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Gene inactivation drives spread of melanoma
by Mary Ruth published Jun 11, 2012 last modified Jun 15, 2012 12:57 PM — filed under: , ,
Chapel Hill, NC – Why do some cancers spread rapidly to other organs and others don’t metastasize? A team of UNC researchers led by Norman Sharpless, MD, have identified a key genetic switch that determines whether melanoma, a lethal skin cancer, spreads by metastasis.
Located in News / 2012 News
Genetic pattern predicts response, metastasis in melanoma
by Mary Ruth published Jun 14, 2012 last modified Jun 14, 2012 03:47 PM — filed under: , ,
A gene known to be mutated in many different cancers, but thought to be relatively unimportant in melanoma, may be a key indicator of how the disease will respond to radiation therapy and whether it will spread.
Located in News / 2012 News
Multidisciplinary research urged for optimal melanoma surgery
by Mary Ruth published Oct 25, 2011 last modified Oct 25, 2011 09:28 AM — filed under: , ,
UNC surgical oncologist co-authors Lancet editorial
Located in News / 2011 News
New Treatments for Melanoma
by Mary Ruth published Jun 14, 2011 last modified Aug 28, 2013 07:36 PM — filed under:
This free community Lunch and Learn Workshop will be presented by Dr. Frances Collichio, an associate professor of medicine in the division of hematology and oncology in the UNC School of Medicine and a member of UNC Lineberger Comprehensive Cancer Center.
Located in Events
P Rex-1 protein key to melanoma metastasis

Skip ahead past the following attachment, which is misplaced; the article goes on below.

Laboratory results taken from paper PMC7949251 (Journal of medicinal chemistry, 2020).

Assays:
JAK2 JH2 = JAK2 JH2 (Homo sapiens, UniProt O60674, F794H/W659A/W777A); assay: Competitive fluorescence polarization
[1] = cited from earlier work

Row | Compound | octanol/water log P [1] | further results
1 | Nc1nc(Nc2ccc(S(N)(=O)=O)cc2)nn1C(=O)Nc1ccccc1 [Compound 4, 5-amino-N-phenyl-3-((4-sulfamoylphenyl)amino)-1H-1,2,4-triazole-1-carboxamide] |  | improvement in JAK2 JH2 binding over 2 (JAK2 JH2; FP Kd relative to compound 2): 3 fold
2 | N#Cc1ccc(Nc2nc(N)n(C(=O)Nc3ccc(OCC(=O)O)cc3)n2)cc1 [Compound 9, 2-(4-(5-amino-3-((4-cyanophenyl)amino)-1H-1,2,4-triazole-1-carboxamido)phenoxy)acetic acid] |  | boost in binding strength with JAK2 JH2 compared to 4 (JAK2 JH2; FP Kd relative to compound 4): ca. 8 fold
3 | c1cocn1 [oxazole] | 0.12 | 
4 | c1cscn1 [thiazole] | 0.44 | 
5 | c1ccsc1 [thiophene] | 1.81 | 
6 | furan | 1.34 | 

by Mary Ruth published Nov 22, 2011 last modified Nov 22, 2011 11:22 AM — filed under: , ,
UNC scientists contribute cell studies and protein expression analysis
Located in News / 2011 News
Study reveals new molecular target for melanoma treatment
by Mary Ruth published Aug 17, 2012 last modified Aug 22, 2012 03:42 PM — filed under: , ,
Chapel Hill, NC – A laboratory study led by UNC medical oncologist Stergios Moschos, MD, demonstrates how a new targeted drug, Elesclomol, blocks oxidative phosphorylation, which appears to play essential role in melanoma that has not been well-understood.
Located in News / 2012 News
University Cancer Research Fund Grant Teams Lineberger Faculty with Renaissance Computing Institute to Battle Skin Cancer
by Mary Ruth published Mar 13, 2008 last modified Oct 12, 2011 09:49 AM — filed under: , , ,
CHAPEL HILL, NC - A new collaboration between melanoma researchers in the School of Medicine at the University of North Carolina at Chapel Hill, the Renaissance Computing Institute (RENCI), and researchers from the departments of computer science, epidemiology, biostatistics, and statistics and operations research at UNC Chapel Hill aims to use image analysis techniques to aid doctors in the fight against melanoma, the most serious form of skin cancer.
Located in News / 2011 News